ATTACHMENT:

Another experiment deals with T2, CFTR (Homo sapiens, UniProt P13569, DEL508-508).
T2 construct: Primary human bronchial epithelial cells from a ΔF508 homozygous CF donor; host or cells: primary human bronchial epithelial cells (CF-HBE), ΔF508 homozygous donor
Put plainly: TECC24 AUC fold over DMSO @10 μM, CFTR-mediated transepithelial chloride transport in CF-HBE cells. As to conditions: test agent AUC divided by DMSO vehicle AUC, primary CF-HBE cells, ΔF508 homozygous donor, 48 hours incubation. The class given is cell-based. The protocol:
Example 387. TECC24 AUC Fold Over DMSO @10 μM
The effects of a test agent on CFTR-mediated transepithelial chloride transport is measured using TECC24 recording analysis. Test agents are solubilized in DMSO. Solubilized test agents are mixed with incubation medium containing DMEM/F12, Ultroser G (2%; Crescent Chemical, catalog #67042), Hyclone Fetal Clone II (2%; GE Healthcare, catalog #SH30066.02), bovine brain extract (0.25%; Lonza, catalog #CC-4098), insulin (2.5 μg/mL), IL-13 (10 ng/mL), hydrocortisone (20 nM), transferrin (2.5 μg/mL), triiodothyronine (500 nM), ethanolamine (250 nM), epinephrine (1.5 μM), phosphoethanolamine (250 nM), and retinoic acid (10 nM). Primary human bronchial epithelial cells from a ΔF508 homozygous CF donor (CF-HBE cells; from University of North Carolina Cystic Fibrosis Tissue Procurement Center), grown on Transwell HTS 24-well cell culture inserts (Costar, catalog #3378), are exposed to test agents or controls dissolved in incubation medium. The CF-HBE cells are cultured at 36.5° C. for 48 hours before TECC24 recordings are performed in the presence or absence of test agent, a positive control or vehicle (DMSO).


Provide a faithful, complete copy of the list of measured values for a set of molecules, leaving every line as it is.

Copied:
Another experiment deals with T2, CFTR (Homo sapiens, UniProt P13569, DEL508-508).
T2 construct: Primary human bronchial epithelial cells from a ΔF508 homozygous CF donor; host or cells: primary human bronchial epithelial cells (CF-HBE), ΔF508 homozygous donor
Put plainly: TECC24 AUC fold over DMSO @10 μM, CFTR-mediated transepithelial chloride transport in CF-HBE cells. As to conditions: test agent AUC divided by DMSO vehicle AUC, primary CF-HBE cells, ΔF508 homozygous donor, 48 hours incubation. The class given is cell-based. The protocol:
Example 387. TECC24 AUC Fold Over DMSO @10 μM
The effects of a test agent on CFTR-mediated transepithelial chloride transport is measured using TECC24 recording analysis. Test agents are solubilized in DMSO. Solubilized test agents are mixed with incubation medium containing DMEM/F12, Ultroser G (2%; Crescent Chemical, catalog #67042), Hyclone Fetal Clone II (2%; GE Healthcare, catalog #SH30066.02), bovine brain extract (0.25%; Lonza, catalog #CC-4098), insulin (2.5 μg/mL), IL-13 (10 ng/mL), hydrocortisone (20 nM), transferrin (2.5 μg/mL), triiodothyronine (500 nM), ethanolamine (250 nM), epinephrine (1.5 μM), phosphoethanolamine (250 nM), and retinoic acid (10 nM). Primary human bronchial epithelial cells from a ΔF508 homozygous CF donor (CF-HBE cells; from University of North Carolina Cystic Fibrosis Tissue Procurement Center), grown on Transwell HTS 24-well cell culture inserts (Costar, catalog #3378), are exposed to test agents or controls dissolved in incubation medium. The CF-HBE cells are cultured at 36.5° C. for 48 hours before TECC24 recordings are performed in the presence or absence of test agent, a positive control or vehicle (DMSO).